The suspect, identified by a U.S. government official as 23-year-old Umar Farouk Abdulmutallab


Just another London student, who happens to be a Muslim terrorist - so why are they afraid to call him a Muslim terrorist?


Passengers Help Foil Attempted Terror Plot

An attempted terrorist attack on a Christmas Day flight began with a pop and a puff of smoke - sending passengers scrambling to subdue a Nigerian man who claimed to be acting on orders from al Qaeda to blow up the airliner, officials and travelers said.


A high-ranking law enforcement official told CBS News that the suspect apparently used a syringe to inject a chemical into powder located near his groin, a technique not seen in previous attempted attacks. It's possible, the source said, that this incident was a test of whether the materials could pass screening and how effective they might be at causing damage.

The White House said it believed it was an attempted act of terrorism and stricter security measures were quickly imposed on airline travel. The incident was reminiscent of Richard Reid, who tried to destroy a trans-Atlantic flight in 2001 with explosives hidden in his shoes, but was subdued by other passengers.

One law enforcement official said the man claimed to have been instructed by al Qaeda to detonate the plane over U.S. soil, but other law enforcement officials cautioned that such claims could not be verified immediately, and said the man may have been acting independently — inspired but not specifically trained or ordered by terror groups.

http://www.cbsnews.com/stories/2009/12/26/national/main6023725.shtml

GoSlash27
12-26-2009, 09:23 AM
One law enforcement official said the man claimed to have been instructed by al Qaeda to detonate the plane over U.S. soil, but other law enforcement officials cautioned that such claims could not be verified immediately, and said the man may have been acting independently — inspired but not specifically trained or ordered by terror groups.

One of these days they're gonna figure out that this is the true face of terrorism.

Fire Haley
12-26-2009, 09:50 AM
I say Obama should bomb Nigeria - just to be sure.

Leftoverhard
12-26-2009, 08:12 PM
Seems like we got lucky on this one. It goes to show you that our security let another one through the gates.

Read much? That wasn't "our" security - he came from Nigeria via Amsterdam...

Hammer Of The GODS
12-26-2009, 09:35 PM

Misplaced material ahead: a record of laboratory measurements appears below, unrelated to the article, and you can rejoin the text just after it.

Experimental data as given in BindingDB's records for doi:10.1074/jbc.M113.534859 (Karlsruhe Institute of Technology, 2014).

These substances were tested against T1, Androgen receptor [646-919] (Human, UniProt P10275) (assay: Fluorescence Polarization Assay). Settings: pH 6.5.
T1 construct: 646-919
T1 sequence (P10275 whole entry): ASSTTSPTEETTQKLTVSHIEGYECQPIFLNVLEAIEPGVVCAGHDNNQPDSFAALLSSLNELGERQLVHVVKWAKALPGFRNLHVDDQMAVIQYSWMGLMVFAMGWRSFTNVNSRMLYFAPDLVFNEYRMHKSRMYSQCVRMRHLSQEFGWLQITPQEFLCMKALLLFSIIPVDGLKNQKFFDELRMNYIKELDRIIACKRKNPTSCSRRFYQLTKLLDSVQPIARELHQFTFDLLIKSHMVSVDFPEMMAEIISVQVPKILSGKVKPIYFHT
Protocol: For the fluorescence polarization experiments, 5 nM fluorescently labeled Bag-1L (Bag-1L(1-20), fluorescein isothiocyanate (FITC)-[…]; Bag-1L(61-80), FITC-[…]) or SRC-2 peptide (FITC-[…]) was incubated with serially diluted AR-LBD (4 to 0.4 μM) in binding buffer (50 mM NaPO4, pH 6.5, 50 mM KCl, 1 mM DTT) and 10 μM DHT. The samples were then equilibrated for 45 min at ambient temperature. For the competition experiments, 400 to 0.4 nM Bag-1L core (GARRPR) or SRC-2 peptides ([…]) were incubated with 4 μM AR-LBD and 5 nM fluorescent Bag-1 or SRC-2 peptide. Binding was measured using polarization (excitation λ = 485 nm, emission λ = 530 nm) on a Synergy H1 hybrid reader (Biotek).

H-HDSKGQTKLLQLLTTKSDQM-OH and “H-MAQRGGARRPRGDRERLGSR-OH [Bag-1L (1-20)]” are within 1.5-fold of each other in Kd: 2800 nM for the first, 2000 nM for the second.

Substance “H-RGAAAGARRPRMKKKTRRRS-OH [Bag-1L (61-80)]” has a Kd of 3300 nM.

Read much? That wasn't "our" security - he came from Nigeria via Amsterdam...

Sorry, this incident falls DIRECTLY at the feet of our security!

I don't care where the plane is coming from, it is up to OUR security to ensure that NOTHING gets into this country!

It's coming boys and girls. We are on borrowed time. There will be another attack here in the US. Our crack security measures(paid for by our taxes) will see to that.

How many times will this government hit the snooze button before it wakes up? The way they are handling things now they will snooze us right into oblivion!




.

Galax Steeler
12-27-2009, 07:29 AM
Sorry, this incident falls DIRECTLY at the feet of our security!

I don't care where the plane is coming from, it is up to OUR security to ensure that NOTHING gets into this country!

It's coming boys and girls. We are on borrowed time. There will be another attack here in the US. Our crack security measures(paid for by our taxes) will see to that.

How many times will this government hit the snooze button before it wakes up? The way they are handling things now they will snooze us right into oblivion!




.

That is what I am saying it is on our security to keep them out of this country and they didn't do it.

SteelerEmpire
12-27-2009, 08:07 AM
Yet another knuckle-head tries to strike again ... it would be a next "logical" step for the terrorist groups to recruit outside of the normal profile of a middle-eastern terrorist...

HometownGal
12-27-2009, 08:31 AM
I say Obama should bomb Nigeria - just to be sure.

Nah - he'd rather spend our money on lavish vacations and sunbathing on the beaches in Hawaii.

Fire Haley
12-27-2009, 10:05 AM
"What? me worry?"

http://images.huffingtonpost.com/gadgets/slideshows/766/slide_766_14286_large.jpg

revefsreleets
12-29-2009, 09:15 AM
You know, we've talked about this subject before. Our security is a complete joke. We look for the wrong things. We use the WORST possible medium (airports), all the way at the end of the "people funnel" to cast our nets for these guys. We waste energy, resources, time and money by the billions. We are COMPLETELY REactionary. And the worst part is, this guy completely succeeded even though he DID NOT actually blow up the plane. The government will step in and save us by adding even more superfluous and reactionary security elements still looking for things that already occurred (and almost certainly won't be tried again) instead of forward looking truly preventive methods. Also, we need to focus on HUMINT closer to the source.

The terrorists have got to just be laughing at us now...one single dude, completely low-tech, and a FAILURE to boot, and look at the havoc this one numbskull wreaked. Paralyzing a whole nation of paranoid people into idiotic confusion based on irrational fear....

http://www.ohio.com/news/nation/80251502.html

Confusion fills skies after failed attack